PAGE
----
Donald L. Acker built the first scale model of Naper Settlement and was instrumental in relocating and restoring the Meeting House.
Grace Fry, a longtime Museum Educator, gave tours and supported educational activities.
Max Harbach, a 27-year member of the restoration crew, has worked to improve virtually every building on the grounds.
Judge Win G. Knoch, a longtime DuPage County judge, convinced Caroline Martin Mitchell to bequeath her family's estate to the City of Naperville.
Caroline Martin Mitchell donated her family's Victorian mansion and 212 acres to the City, stipulating that her home remain a museum in perpetuity.
Naperville Evening Kiwanis members have volunteered at Naper Settlement for 25 years.
John K. "Jack" and Judy Powell, longtime volunteers, planted trees and gardens throughout the grounds.
Lester E. Schrader, was an artist and skilled carpenter, whose paintings are the basis for "Brushstrokes of the Past: Naperville's Story," Naper Settlement's permanent exhibit.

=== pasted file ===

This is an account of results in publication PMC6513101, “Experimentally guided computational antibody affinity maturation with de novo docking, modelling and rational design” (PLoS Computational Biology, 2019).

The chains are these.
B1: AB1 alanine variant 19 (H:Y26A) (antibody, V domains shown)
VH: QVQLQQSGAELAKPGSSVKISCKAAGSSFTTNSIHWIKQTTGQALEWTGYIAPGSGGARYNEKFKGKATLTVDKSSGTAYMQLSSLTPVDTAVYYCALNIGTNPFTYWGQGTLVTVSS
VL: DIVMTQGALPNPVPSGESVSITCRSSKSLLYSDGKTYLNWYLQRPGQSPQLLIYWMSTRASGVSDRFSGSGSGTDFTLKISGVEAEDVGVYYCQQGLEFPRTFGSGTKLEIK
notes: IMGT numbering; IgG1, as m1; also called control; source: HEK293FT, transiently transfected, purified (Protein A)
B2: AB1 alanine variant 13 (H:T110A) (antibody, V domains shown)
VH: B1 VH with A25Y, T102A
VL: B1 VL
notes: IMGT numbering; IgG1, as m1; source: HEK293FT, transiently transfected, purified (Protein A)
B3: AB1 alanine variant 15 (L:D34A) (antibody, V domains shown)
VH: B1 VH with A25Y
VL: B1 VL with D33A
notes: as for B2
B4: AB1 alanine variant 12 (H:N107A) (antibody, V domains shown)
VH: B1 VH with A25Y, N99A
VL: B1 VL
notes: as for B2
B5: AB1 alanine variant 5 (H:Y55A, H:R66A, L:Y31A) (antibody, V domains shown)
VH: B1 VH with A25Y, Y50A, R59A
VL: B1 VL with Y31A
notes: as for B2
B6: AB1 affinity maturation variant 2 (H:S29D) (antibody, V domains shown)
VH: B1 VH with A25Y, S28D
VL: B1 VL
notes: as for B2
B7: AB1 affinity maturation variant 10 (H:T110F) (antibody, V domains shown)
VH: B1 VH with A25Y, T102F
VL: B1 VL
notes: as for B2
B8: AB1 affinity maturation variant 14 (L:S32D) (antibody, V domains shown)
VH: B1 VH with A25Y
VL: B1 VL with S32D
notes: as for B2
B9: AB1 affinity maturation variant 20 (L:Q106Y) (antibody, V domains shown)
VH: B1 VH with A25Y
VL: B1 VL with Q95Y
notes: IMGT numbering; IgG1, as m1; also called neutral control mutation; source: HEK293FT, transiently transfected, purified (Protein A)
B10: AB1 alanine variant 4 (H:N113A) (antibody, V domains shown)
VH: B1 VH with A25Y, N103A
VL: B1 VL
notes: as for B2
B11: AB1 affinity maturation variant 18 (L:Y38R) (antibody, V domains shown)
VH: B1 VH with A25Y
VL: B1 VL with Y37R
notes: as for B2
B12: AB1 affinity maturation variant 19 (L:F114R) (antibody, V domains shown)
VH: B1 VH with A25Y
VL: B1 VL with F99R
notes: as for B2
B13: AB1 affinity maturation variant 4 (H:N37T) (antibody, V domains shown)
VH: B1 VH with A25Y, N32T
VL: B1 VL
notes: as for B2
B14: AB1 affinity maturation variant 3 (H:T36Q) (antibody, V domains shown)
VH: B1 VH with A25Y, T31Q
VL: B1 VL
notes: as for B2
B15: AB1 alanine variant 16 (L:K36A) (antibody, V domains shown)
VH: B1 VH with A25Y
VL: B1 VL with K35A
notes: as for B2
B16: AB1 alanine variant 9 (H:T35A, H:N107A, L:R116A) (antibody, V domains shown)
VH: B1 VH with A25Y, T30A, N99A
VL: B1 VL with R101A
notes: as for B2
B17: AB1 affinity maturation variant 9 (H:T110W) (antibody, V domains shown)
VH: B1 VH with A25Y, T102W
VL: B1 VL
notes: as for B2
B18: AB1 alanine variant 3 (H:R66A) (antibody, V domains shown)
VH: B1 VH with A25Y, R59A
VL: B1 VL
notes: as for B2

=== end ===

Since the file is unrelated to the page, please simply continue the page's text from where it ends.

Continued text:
Jane Sindt was the founding president of the Naperville Heritage Society and helped to create Naper Settlement.
John L. and Kay Stephens are charter members of the Naperville Heritage Society and John served as its president.
Duane E. and Frances E. Wilson are founding members of the Naperville Heritage Society. Duane was the first treasurer.
Margaret "Peg" Yonker was president of the Naperville Heritage Society and is a mainstay of Naper Settlement's Speakers Bureau.
Walt and Connie Schall: Walt and Connie Schall were charter members of the Naperville Heritage Society joining the organization within its first year of existence. Walt served as the volunteer buildings and grounds chairman for 20 years, on the board of directors from 1979 to 1982, as did Connie, who was on the board from 1972 to 1974. While Walt worked on the physical site, Connie helped with fundraising. She was an integral member of the Quilt Ladies, remaining a faithful participant for more than 25 years of quilting.
The Stenger Family: From 1849 to 1893, Stenger Brewery was the main employer in Naperville. Ron is the sixth generation Stenger to live in Naperville. Ron recalled that as a Naperville Central High School student touring the Martin Mitchell Mansion, he saw the traveling trunk used by John Stenger during the Gold Rush. In 2009, Ron funded the restoration of the trunk. The Stenger Brewery carved limestone block, on display in the “Brushstrokes of the Past…Naperville’s Story” exhibit was also conserved by the Stengers.